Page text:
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The MOHELA board that oversees the state's student loan authority voted today to sell half of MOHELA's assets. Board members say proceeds from the sale will go toward Governor Matt Blunt's capitol improvement plan for universities, endowments and scholarships. KSMU's Missy Shelton reports.
The board voted during a hastily called meeting that took place in the governor's office.
The vote to sell roughly half of MOHELA's 5 billion dollars in assets was unanimous.
MOHELA stands for Missouri Higher Education Loan Authority...It's a non-profit agency that underwrites student loans using tax free bonds, which enables MOHELA to offer low interest rates on loans.
Karen Luebbert is chair of the MOHELA board.
She says the state will be able to ensure that interest rates on student loans stay low by putting it in the sale contract.
Some for profit national student loan companies have faced criticism for what some call high penalties on students who default on loan payments.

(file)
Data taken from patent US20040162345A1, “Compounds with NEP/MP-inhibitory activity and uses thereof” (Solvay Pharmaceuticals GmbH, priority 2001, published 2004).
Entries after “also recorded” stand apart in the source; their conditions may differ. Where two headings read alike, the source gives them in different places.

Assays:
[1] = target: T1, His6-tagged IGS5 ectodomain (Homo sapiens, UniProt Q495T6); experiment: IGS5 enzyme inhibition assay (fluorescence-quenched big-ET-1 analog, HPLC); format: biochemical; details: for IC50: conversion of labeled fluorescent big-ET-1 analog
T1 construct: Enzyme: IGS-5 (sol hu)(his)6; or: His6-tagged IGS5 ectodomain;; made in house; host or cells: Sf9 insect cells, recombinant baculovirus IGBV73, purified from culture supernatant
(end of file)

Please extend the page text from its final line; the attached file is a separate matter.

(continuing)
When asked about that, Governor Matt Blunt had this to say.
Critics of the proposal say they're not convinced the governor can get guarantees that loan interest rates will stay low.
Democratic Senator Victor Callahan says he believes the governor pressured the MOHELA board into approving the deal.
Callahan says he's disappointed that lawmakers did not have a chance to vote on whether to sell half of MOHELA's assets.
Funds generated by the sale of half of MOHELA's assets will generate more than 425 million dollars...Governor Matt Blunt has proposed putting that money into capitol projects at universities, endowed professorships and scholarships.